Joe Nocera’s recent feature article in the New York Times Magazine titled, “Let’s Start Paying College Athletes,” along with his related New York Times op-ed piece, “The College Sports Cartel” represent some of the best thinking to date on how to fix college sports. Nocera’s plan would make college sports more honest and fair. We certainly could use a lot more of that.
Nocera is a SportsWorld outsider. As an Op-Ed columnist for the Times and a long-time business reporter and editor, he brings a fresh perspective to the mess that is big-time college sports. When Nocera started to dig into college sports he was amazed at just how ugly major Division I college sports is, in particular football and men’s basketball.
“The hypocrisy that permeates big-money college sports takes your breath away … It’s a system that enables misconduct to flourish” wrote Nocera in the NY Times Magazine piece.
But unlike many exposes on college sports that are heavy on analysis of the problem but woefully short on solutions, Nocera has laid out a well-conceived proposal. A short summary won’t do his plan justice. You need to read the article. However, the plan centers around facing the reality that big-time (read: BCS) football and men’s basketball are of a different breed then men’s lacrosse or women’s tennis. Football and men’s basketball are huge commercial entertainment entities. Lacrosse and tennis are, for the most part, still part of the educational mission of a university or college.
It’s past time to stop denying that basic truth and instead deal with it forthrightly and honestly.
Nocera does a good job of that.
— Ken Reed, Sports Policy Director, League of Fans
Sports Forum Podcast
Episode #17 – League of Fans’ Sports Forum podcast: Talking Sports With Legendary New York Times Sports Columnist Robert Lipsyte – We chat about Lipsyte’s amazing career and some of the athletes he covered and got to know well, like Muhammad Ali, as well as his relationships with fellow sports journalists like Bob Costas and Howard Cosell.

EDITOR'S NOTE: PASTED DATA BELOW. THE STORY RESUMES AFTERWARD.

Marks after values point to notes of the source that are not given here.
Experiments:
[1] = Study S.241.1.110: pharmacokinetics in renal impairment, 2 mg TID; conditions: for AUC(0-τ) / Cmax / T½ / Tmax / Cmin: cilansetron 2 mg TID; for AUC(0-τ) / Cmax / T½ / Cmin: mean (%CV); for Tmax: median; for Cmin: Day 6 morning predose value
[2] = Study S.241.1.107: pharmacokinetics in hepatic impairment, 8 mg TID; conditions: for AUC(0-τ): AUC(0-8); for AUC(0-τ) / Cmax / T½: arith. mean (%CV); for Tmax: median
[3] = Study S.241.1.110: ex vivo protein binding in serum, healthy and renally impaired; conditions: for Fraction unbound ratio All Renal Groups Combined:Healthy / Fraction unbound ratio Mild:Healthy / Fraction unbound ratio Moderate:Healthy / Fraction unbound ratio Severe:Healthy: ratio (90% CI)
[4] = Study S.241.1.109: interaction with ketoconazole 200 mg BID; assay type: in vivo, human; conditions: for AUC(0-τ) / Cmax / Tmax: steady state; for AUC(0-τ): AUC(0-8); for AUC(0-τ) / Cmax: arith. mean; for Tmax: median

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Episode #16 – League of Fans’ Sports Forum podcast: Andrew Maraniss: Outstanding Author of Books That Focus On the Intersection of Sports, History and Social Justice.
Episode #15 – League of Fans’ Sports Forum podcast: Talking Sports Psychology with Dr. Tim Rice. We discuss the growth of sports psychology at all levels, the positive impact that a number of high profile athletes have had by opening up, and the importance of everyone involved in sports caring for the whole athlete, mind and body.
Episode #14 – League of Fans’ Sports Forum podcast: Making Sense of the Injury Pandemic in Major League Baseball – Gary McCoy is a strength, conditioning and high performance coach who has worked with several Major League Baseball organizations.
Episode #13 – League of Fans’ Sports Forum podcast: A Conversation With Long-Time MLB Exec Dan Evans About What’s Right With Baseball and What Could Be Better – Evans is a former general manager for the Los Angeles Dodgers and is currently a consultant for Go the Distance Baseball, which owns the Field of Dreams movie site.
Episode #12 – League of Fans’ Sports Forum podcast: A Fun Chat With Dan Gutman, Author of the Baseball Card Adventure Series for Kids
Media"How We Can Save Sports" author Ken Reed appears on Fox & Friends to explain how there's "too much adult in youth sports."
Ken Reed appears on Mornings with Gail from KFKA Radio in Colorado to discuss bad parenting in youth athletics.
“Should College Athletes Be Paid?” Ken Reed on The Morning Show from Wisconsin Public Radio
Ken Reed appears on KGNU Community Radio in Colorado (at 02:30) to discuss equality in sports and Title IX.
Ken Reed appears on the Ralph Nader Radio Hour (at 38:35) to discuss his book The Sports Reformers: Working to Make the World of Sports a Better Place, and to talk about some current sports issues.
Sports & Torts – Ken Reed, Sports Policy Director, League of Fans – at the American Museum of Tort Law
League of Fans is a sports reform project founded by Ralph Nader to fight for the higher principles of justice, fair play, equal opportunity and civil rights in sports; and to encourage safety and civic responsibility in sports industry and culture.
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Ken Reed’s Author Page on Amazon